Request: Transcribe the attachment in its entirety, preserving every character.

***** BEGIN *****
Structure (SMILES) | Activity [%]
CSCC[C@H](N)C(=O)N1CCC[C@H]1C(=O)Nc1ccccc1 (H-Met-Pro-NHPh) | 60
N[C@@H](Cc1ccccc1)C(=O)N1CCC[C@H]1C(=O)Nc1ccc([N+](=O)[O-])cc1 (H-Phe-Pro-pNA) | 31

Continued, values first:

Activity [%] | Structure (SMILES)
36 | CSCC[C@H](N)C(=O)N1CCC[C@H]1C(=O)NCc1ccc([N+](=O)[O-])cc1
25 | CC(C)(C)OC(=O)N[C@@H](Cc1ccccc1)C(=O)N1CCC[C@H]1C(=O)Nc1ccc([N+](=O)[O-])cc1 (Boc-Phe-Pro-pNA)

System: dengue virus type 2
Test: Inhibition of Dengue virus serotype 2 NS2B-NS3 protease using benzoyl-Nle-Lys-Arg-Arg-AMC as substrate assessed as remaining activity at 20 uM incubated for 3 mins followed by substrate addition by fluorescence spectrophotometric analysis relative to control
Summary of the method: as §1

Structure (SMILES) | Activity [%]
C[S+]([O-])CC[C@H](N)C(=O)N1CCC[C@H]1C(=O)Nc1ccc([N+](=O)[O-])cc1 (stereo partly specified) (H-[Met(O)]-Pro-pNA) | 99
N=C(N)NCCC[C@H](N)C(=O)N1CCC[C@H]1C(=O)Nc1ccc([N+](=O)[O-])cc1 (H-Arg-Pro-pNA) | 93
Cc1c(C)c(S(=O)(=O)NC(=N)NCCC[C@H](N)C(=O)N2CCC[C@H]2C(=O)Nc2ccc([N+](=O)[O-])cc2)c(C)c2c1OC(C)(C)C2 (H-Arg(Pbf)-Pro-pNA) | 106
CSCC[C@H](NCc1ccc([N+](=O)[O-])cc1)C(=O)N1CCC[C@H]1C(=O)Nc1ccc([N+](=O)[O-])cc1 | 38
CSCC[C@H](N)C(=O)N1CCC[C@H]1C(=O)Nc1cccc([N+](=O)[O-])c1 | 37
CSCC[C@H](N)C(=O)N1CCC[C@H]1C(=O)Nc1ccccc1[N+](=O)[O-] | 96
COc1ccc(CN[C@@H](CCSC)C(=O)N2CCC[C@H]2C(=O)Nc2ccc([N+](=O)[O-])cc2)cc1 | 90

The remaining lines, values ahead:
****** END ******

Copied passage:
Structure (SMILES) | Activity [%]
CSCC[C@H](N)C(=O)N1CCC[C@H]1C(=O)Nc1ccccc1 (H-Met-Pro-NHPh) | 60
N[C@@H](Cc1ccccc1)C(=O)N1CCC[C@H]1C(=O)Nc1ccc([N+](=O)[O-])cc1 (H-Phe-Pro-pNA) | 31

Continued, values first:

Activity [%] | Structure (SMILES)
36 | CSCC[C@H](N)C(=O)N1CCC[C@H]1C(=O)NCc1ccc([N+](=O)[O-])cc1
25 | CC(C)(C)OC(=O)N[C@@H](Cc1ccccc1)C(=O)N1CCC[C@H]1C(=O)Nc1ccc([N+](=O)[O-])cc1 (Boc-Phe-Pro-pNA)

System: dengue virus type 2
Test: Inhibition of Dengue virus serotype 2 NS2B-NS3 protease using benzoyl-Nle-Lys-Arg-Arg-AMC as substrate assessed as remaining activity at 20 uM incubated for 3 mins followed by substrate addition by fluorescence spectrophotometric analysis relative to control
Summary of the method: as §1

Structure (SMILES) | Activity [%]
C[S+]([O-])CC[C@H](N)C(=O)N1CCC[C@H]1C(=O)Nc1ccc([N+](=O)[O-])cc1 (stereo partly specified) (H-[Met(O)]-Pro-pNA) | 99
N=C(N)NCCC[C@H](N)C(=O)N1CCC[C@H]1C(=O)Nc1ccc([N+](=O)[O-])cc1 (H-Arg-Pro-pNA) | 93
Cc1c(C)c(S(=O)(=O)NC(=N)NCCC[C@H](N)C(=O)N2CCC[C@H]2C(=O)Nc2ccc([N+](=O)[O-])cc2)c(C)c2c1OC(C)(C)C2 (H-Arg(Pbf)-Pro-pNA) | 106
CSCC[C@H](NCc1ccc([N+](=O)[O-])cc1)C(=O)N1CCC[C@H]1C(=O)Nc1ccc([N+](=O)[O-])cc1 | 38
CSCC[C@H](N)C(=O)N1CCC[C@H]1C(=O)Nc1cccc([N+](=O)[O-])c1 | 37
CSCC[C@H](N)C(=O)N1CCC[C@H]1C(=O)Nc1ccccc1[N+](=O)[O-] | 96
COc1ccc(CN[C@@H](CCSC)C(=O)N2CCC[C@H]2C(=O)Nc2ccc([N+](=O)[O-])cc2)cc1 | 90

The remaining lines, values ahead: